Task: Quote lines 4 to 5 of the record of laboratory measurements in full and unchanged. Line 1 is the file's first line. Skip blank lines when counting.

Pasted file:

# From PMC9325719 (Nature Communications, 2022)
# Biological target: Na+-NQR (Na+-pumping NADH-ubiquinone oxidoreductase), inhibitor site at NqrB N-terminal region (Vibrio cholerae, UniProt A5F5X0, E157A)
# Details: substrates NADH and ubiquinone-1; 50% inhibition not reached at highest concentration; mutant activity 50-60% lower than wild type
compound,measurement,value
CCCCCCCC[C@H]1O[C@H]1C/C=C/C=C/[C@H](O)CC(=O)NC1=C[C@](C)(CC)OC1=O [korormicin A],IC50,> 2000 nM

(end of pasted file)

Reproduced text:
compound,measurement,value
CCCCCCCC[C@H]1O[C@H]1C/C=C/C=C/[C@H](O)CC(=O)NC1=C[C@](C)(CC)OC1=O [korormicin A],IC50,> 2000 nM